Friday, January 13, 2012

Spring Course: From Third World to Global South

We'd like to highlight another of our spring Topics classes--Topics in Global Histories: From Third World to Global South--taught by Prof. Maia Ramnath. Prof. Ramnath was Draper's previous faculty fellow in Global Histories and has recently published two books: Haj to Utopia: How the Ghadar Movement Charted Global Radicalism and Attempted to Overthrow the British Empire (University of California Press, 2011) and Decolonizing Anarchism (AK Press, 2011).

The course description is below; please contact Larissa Kyzer at if interested in enrolling.


Topics in Global Histories: From Third World to Global South


Prof. Maia Ramnath

Course Overview

The aim of this class is to explore the political and intellectual legacy of anti-colonialism. In it we will trace the development of ideologies and practices of decolonization through transnational solidarities and internationalist movements from the late 19th century to the present.

Paying attention to the continuities as well as the turning points in the structures that have defined a global field of power and action, we confront systems of political, military, economic and cultural dominance and their legitimating ideologies of race and civilization: "high" imperialism, capital expansion, Cold War geopolitical blocs, developmentalism, neoliberal globalization, and the "new" imperialism.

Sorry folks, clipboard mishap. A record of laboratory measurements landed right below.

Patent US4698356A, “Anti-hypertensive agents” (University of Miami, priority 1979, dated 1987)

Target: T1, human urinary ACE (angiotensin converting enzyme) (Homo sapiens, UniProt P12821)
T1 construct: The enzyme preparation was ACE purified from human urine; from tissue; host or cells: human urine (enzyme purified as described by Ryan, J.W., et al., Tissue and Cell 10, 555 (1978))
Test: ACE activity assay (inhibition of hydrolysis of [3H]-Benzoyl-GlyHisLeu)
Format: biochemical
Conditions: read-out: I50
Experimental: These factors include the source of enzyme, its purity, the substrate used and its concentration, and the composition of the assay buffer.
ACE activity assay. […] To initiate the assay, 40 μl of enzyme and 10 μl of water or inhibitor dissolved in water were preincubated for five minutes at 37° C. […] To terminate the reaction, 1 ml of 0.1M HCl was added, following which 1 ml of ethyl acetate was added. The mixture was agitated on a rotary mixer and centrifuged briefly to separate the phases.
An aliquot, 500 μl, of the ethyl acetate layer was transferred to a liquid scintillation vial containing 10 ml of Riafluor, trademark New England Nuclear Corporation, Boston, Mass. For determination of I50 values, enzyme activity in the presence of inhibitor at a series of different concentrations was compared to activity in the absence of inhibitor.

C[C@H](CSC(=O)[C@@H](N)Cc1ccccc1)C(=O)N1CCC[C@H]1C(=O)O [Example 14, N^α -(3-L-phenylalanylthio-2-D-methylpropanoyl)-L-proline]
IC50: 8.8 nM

On the other side we see the precursors of today's call to "globalize resistance" through cultural/civilizational or class categories of allegiance and identity, as Pan-African, Pan-Asian and Pan-Islamic movements fed into interwar congresses of Oppressed Peoples and the Comintern-backed League Against Imperialism, succeeded by the post-war/Cold War era of the Non-Aligned Movement, Afro-Asian and Tricontinental collaborations and Third Worldist liberation struggles, and finally into the contemporary notion of the Global South and "globalization from below."

Since the cultural dimension has been so crucial to questions and practices of anti-colonial resistance and so interconnected with political, social and economic conditions, we will supplement each discussion with student-presented modules on some of the many writers whose literary contributions were intrinsic to the experience of Third Worldist politics and the later development of postcolonial criticism.

Students will be expected to produce a substantive research paper, an oral presentation and brief weekly critical reading responses.



(possibilities; focus to be determined by students in collaboration with instructor)

George Lamming, Patrick Chamoiseau, Derek Walcott, Wole Soyinka, Ngugi wa Thiong'o, Pramoedya Ananta Toer, Naguib Mahfouz,Mahmoud Darwish, Chinua Achebe, Pablo Neruda, Jose Marti, Faiz Ahmed Faiz, Agha Shahid Ali, Sajjad Zaheer, Richard Wright, James Baldwin, Langston Hughes, Saadat Hasan Manto, Ismet Chughtai, Buchi Emecheta, Forugh Farrokhzad, Mulk Raj Anand, Lu Xun, Sam Selvon, V.S. Naipaul, Assia Djebar, Gabriel Garcia Marquez, Salman Rushdie, Amitav Ghosh, Hanif Kureishi, Monica Ali, Zadie Smith, Ama Ata Aidoo, Shani Mootoo, Jessica Hagedorn, Ahdaf Soueif, Hanan Ashrawi, Jean Rhys, E. M. Forster, Rudyard Kipling,Joseph Conrad, Albert Camus...the sky's the limit.

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